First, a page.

13.03.2023 - The European Treaties knowingly do not provide a competence for the regulation of media pluralism at the EU institutions all the while taking into account the diversity of linguistic and cultural areas in the member states and regions of Europe. The mainly on the commercial aspects of media focused approach of the European Media Freedom Act (EMFA) ignores this, overlooks the cultural implications, and thus threatens to negatively change well-functioning media systems adapted to the respective circumstances. In this respect, it is not only not needed, but it endangers an essential pillar of European democracies.
We welcome that the discussions on the EMFA in the European Parliament and the European Council have recognised that an EU-wide regulation might lead to unintended consequences. Splitting the European Media Freedom Act into a directive and a regulation, as reportedly currently under consideration by the CULT-Committee, could be a step into the right direction. As stipulated in our previous submissions, a careful examination of the necessity and possible impacts of the proposed provisions on the media regulations of the Member States is of the utmost importance.
In case of doubt, a minimum harmonisation by a directive is the most suitable and appropriate instrument for the media sector for regulatory aspects that ensure media pluralism. Notwithstanding, the undersigning associations emphasise the necessity of further changes to the provisions, as outlined in their respective positions.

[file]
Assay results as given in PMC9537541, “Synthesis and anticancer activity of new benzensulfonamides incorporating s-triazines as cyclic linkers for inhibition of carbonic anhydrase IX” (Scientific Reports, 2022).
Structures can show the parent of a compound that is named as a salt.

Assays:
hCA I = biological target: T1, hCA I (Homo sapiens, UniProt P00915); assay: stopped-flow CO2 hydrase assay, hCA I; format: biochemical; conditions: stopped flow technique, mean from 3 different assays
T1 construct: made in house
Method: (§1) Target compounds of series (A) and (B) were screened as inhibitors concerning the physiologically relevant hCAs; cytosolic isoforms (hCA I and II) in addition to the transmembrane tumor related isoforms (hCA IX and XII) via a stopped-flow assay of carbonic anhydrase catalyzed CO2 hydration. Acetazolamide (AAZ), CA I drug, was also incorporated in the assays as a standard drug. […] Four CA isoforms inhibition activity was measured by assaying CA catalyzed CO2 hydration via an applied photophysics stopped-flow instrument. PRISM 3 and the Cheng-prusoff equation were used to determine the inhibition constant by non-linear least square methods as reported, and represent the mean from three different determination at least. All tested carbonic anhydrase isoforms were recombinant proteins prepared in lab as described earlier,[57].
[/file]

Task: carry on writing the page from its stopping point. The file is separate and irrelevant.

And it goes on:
The EMFA contains provisions that clearly focus on establishing, preserving, and securing media pluralism in Europe. Audio and audiovisual media services and press, following the diversity of the linguistic and cultural areas in the Member States and regions of Europe, are mainly national, regional, or even local services. Against this background, regardless of the question of the correct legal basis, the Member State level is the legally correct and only suitable level to set out rules for safeguarding media
Therefore, at the very least the following provisions of the EMFA should be moved to a directive and further revised to give leeway to the Member States while implementing them in a way that fits best for their relevant media markets – if there is no sufficient national regulatory regime on those topics already.
While acknowledging the competence at Member State level and therefore moving articles into a directive, this must as well lead to the deletion of Art. 20 EMFA, which in the end narrows down the room for manoeuvre of the Member States by introducing a supervision of the usage of their competences.
APR – Arbeitsgemeinschaft Privater Rundfunk
BDZV – German Newspaper Publishers and Digitalpublishers Association
MVFP – Medienverband der freien Presse
VAUNET – German Association of Private Media